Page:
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Shop with PHS online, at the Flower Show, or at Meadowbrook Farm in Abington, PA.

PHS members enjoy a subscription to Green Scene magazine, also available on the iPad.

The support of members, volunteers, and donors. allows PHS to grow and flourish

Do you require further information? Please contact us and we will be happy to assist you.

City Harvest
The PHS City Harvest program taps the skills and energy of urban gardeners to make fresh, nutritious produce more widely available to neighbors in need.

PHS City Harvest

Click here for grower resources.

Click here for land bulletin board.

Through City Harvest, PHS and its partners have empowered urban gardeners to share the fruits of their labor with families in need. The program is creating an infrastructure of agricultural supply and education centers, as well as expanding fresh food production, distribution, and consumption in Philadelphia’s neighborhoods, thereby creating a healthier future for thousands of city residents. City Harvest also has offered more than 850 inmates opportunities to gain job skills, give back to their communities, and look forward to promising futures. Click here to support this important initiative.



Arthur “Butch” Blazer, USDA Undersecretary for Natural Resources and the Environment, toured the PHS Green Resource Center greenhouse at Bartram's Gardens with PHS staff members Lisa Mosca and Adam Hill. He was in town to visit innovative partnerships around environmental stewardship. He toured the elements of the Green Resource Center which include a solar hot water-heated greenhouse, a crop field, an orchard, a community garden, education center and a plant distribution space that serves more than 100 City Harvest gardeners with plants and growing supplies.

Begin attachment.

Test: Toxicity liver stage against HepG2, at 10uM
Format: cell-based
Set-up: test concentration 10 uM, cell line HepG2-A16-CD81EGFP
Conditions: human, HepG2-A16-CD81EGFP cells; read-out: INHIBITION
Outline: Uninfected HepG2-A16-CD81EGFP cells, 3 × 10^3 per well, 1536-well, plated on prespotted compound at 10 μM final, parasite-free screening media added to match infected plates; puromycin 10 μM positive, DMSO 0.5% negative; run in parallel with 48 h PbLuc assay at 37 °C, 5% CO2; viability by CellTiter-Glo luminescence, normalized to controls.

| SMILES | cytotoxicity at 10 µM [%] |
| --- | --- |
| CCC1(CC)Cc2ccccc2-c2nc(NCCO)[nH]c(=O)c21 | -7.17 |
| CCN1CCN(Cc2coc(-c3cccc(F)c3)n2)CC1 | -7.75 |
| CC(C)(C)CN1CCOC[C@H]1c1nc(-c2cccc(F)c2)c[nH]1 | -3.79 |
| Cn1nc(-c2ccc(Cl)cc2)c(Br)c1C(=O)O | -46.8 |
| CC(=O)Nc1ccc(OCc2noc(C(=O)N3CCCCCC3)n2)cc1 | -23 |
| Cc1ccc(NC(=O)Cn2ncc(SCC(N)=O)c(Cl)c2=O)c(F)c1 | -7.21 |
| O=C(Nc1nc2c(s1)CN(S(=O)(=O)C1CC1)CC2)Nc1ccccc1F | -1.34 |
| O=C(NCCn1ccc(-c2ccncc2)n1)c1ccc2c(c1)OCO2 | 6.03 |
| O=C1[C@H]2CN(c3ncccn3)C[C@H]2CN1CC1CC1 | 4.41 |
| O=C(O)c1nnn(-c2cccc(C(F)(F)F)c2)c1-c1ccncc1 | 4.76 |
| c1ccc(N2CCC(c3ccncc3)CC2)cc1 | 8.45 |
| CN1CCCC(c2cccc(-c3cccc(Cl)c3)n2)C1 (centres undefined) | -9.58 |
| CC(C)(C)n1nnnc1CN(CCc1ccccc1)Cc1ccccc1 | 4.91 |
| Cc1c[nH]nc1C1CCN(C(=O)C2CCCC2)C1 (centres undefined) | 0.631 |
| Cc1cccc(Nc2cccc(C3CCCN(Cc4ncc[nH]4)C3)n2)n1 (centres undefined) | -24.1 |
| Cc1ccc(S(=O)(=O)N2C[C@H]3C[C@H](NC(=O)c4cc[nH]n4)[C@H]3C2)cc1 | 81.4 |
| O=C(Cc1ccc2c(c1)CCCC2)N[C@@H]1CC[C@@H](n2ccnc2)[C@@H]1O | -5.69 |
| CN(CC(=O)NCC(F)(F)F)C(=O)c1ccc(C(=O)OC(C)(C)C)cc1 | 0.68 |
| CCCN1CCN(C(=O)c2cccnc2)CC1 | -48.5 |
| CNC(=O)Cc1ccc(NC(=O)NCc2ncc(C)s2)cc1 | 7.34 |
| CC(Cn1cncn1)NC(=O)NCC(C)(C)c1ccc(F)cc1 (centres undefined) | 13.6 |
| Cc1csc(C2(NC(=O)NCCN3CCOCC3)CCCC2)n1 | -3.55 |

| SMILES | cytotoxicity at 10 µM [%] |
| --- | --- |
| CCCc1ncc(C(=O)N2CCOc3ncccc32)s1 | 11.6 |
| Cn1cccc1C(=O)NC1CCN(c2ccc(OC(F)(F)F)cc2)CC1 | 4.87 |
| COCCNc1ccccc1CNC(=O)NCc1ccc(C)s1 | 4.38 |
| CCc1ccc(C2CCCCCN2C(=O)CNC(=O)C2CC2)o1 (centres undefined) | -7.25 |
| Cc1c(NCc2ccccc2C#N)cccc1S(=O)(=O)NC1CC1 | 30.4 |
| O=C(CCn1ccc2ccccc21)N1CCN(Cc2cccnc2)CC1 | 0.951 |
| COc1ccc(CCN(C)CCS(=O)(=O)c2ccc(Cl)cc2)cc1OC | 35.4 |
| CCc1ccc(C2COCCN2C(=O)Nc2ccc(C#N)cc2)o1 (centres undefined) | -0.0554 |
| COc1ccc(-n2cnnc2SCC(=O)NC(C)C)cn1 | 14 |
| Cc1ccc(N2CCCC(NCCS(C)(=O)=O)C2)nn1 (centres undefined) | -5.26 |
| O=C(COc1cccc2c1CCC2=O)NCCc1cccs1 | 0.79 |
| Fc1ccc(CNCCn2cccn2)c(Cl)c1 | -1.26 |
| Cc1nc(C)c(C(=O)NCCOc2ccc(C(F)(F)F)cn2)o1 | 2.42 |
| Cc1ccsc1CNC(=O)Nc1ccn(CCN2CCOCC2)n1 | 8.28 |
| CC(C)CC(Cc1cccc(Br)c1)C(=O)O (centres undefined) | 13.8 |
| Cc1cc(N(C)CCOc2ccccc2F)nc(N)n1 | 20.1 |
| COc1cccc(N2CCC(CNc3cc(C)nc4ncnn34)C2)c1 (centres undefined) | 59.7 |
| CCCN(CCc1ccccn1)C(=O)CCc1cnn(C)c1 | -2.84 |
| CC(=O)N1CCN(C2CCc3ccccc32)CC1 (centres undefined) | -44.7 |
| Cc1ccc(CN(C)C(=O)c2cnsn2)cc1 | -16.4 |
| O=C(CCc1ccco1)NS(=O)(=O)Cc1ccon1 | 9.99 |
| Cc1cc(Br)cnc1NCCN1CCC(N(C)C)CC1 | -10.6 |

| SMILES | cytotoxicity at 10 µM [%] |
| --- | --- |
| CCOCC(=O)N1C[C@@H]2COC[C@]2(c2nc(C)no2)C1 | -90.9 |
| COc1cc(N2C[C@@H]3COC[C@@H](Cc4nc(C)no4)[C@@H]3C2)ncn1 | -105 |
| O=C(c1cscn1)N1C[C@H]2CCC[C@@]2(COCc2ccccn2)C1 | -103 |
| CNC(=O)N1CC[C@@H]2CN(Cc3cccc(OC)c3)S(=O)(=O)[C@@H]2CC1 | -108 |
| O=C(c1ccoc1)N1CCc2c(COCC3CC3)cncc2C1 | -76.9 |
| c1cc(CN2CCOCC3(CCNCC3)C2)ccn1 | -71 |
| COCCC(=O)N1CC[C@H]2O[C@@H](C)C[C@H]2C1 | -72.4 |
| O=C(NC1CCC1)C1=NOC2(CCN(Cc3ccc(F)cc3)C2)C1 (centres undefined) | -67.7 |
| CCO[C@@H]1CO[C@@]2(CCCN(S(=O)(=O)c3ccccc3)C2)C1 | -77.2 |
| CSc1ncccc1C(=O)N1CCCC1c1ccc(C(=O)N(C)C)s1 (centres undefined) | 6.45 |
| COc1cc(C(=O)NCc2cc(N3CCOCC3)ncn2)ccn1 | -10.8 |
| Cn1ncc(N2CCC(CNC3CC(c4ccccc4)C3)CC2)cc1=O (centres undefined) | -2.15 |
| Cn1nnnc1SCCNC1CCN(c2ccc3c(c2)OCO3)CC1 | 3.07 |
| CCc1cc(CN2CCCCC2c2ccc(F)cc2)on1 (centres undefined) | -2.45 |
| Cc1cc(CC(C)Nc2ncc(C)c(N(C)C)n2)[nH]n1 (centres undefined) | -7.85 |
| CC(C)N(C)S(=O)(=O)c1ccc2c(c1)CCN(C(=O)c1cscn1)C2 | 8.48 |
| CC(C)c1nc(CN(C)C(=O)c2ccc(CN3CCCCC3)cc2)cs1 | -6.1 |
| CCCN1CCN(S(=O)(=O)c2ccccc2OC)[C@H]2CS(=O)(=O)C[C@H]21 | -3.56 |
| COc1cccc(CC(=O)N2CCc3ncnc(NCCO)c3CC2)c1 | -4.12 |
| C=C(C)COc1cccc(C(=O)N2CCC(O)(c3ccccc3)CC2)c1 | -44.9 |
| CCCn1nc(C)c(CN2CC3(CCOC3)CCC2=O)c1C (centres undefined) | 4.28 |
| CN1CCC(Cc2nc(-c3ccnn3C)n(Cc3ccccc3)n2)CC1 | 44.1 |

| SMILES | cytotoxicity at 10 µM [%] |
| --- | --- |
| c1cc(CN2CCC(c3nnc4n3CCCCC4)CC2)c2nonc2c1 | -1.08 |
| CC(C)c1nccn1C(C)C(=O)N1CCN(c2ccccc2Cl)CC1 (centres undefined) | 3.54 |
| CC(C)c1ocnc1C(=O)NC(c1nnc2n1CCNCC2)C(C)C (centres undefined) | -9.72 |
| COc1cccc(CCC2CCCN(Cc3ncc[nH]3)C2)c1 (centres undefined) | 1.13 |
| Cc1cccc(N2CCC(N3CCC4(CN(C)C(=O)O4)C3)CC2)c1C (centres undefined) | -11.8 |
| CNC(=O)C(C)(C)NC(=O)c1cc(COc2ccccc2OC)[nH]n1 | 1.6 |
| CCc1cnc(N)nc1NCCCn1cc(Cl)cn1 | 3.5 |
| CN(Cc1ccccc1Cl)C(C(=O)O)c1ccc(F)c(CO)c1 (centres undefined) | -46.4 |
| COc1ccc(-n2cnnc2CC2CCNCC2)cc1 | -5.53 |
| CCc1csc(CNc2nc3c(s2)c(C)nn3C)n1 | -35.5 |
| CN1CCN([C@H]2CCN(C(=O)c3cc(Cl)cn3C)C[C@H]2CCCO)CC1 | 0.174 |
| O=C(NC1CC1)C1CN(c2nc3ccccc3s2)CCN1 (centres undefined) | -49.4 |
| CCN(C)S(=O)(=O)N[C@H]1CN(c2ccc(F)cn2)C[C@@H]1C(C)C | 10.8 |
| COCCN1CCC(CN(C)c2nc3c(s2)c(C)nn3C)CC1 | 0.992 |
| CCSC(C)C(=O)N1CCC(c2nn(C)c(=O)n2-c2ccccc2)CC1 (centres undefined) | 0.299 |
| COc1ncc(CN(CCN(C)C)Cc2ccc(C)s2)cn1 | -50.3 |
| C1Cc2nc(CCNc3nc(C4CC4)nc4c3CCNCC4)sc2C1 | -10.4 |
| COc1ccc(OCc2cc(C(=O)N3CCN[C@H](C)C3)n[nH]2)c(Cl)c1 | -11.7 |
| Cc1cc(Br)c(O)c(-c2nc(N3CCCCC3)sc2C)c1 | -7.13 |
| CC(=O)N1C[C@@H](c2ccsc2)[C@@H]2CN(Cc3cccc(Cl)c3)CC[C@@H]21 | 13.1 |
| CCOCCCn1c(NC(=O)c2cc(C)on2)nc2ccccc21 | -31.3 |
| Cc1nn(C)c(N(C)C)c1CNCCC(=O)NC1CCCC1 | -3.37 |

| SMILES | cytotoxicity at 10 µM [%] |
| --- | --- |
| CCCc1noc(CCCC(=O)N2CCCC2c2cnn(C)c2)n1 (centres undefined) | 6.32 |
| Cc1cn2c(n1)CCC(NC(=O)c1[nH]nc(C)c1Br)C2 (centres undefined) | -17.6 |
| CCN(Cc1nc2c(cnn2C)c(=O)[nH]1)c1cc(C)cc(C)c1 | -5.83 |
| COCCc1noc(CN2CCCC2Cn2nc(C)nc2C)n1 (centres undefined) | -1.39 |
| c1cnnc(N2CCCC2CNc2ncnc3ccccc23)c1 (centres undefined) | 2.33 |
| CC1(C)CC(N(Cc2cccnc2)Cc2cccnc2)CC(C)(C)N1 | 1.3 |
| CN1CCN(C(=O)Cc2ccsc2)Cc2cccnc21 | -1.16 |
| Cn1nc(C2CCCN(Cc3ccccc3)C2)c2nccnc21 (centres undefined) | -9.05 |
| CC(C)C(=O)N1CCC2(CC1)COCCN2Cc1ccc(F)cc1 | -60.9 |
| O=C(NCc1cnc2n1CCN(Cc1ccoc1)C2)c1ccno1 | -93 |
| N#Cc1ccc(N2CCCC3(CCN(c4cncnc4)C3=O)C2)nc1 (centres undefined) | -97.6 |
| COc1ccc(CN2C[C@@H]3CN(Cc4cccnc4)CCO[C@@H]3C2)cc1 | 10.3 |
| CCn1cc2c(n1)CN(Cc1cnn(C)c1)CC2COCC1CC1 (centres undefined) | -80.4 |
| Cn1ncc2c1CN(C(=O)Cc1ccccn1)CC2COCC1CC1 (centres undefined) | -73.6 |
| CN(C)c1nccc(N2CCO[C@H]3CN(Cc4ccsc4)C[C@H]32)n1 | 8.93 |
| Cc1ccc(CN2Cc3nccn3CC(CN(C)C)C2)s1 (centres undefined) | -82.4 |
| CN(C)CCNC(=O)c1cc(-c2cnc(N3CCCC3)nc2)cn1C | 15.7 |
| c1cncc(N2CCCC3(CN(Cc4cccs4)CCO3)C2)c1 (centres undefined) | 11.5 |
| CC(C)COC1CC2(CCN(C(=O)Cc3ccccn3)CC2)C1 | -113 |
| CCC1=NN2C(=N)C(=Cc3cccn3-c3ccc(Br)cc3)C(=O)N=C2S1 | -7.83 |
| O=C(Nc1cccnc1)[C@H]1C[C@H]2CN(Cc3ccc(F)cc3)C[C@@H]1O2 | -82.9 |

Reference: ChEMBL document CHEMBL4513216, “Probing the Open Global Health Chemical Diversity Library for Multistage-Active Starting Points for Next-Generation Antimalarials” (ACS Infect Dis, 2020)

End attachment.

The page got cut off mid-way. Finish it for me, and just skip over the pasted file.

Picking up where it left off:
How City Harvest Works

PHS City Harvest is powered by partnership. With training from PHS staff, inmates of the Philadelphia Prison System grow seedlings at a prison greenhouse, and thousands more seedlings are started at neighborhood-based greenhouses run by nonprofit partners. The inmates receive training in gardening and basic landscaping along with valuable life-skills lessons. 250,000 seedlings are then transplanted and grown in 140 urban farms and gardens throughout the city, as well as in the prison’s onsite garden.

With facilitation from SHARE (Self Help and Resource Exchange, a food distribution network), the resulting produce is donated to food cupboards.

PHS City Harvest gardeners grow and donate more than 55,000 pounds of produce each year, helping to feed over 1,200 families per week during the growing season, including residents of neighborhoods with some of the highest rates of poverty and food insecurity in the region.

PHS City Harvest

  • Provides support to local growers who offer organically grown produce in high-need neighborhoods
  • Offers nutrition education for recipients of donated food
  • Creates and maintains “green resource centers,” a network of neighborhood-based greenhouses that support and empower small-scale, entrepreneurial food growers
  • Includes Roots to Re-Entry, an innovative green jobs and reintegration component for prison inmates

The work of City Harvest is made possible through the generous support of:

The Bennett Family Foundation
The Burpee Foundation
The Independence Foundation
Green Mountain Energy
The Forrest C. & Frances Lattner Foundation
Local Initiatives Fund of RSF Social Finance
The Christopher Ludwick Foundation
The McLean Contributionship
Merck Family Fund
The Philadelphia Prison System Board of Trustees
The Lawrence Saunders Fund
United States Department of Agriculture, National Institute of Food and Agriculture

and The Albert M. Greenfield Foundation, founding funder of City Harvest

According to the US Department of Agriculture, millions of people in America live in “food deserts,” areas that lack easy access to affordable fresh food. Click here to learn more.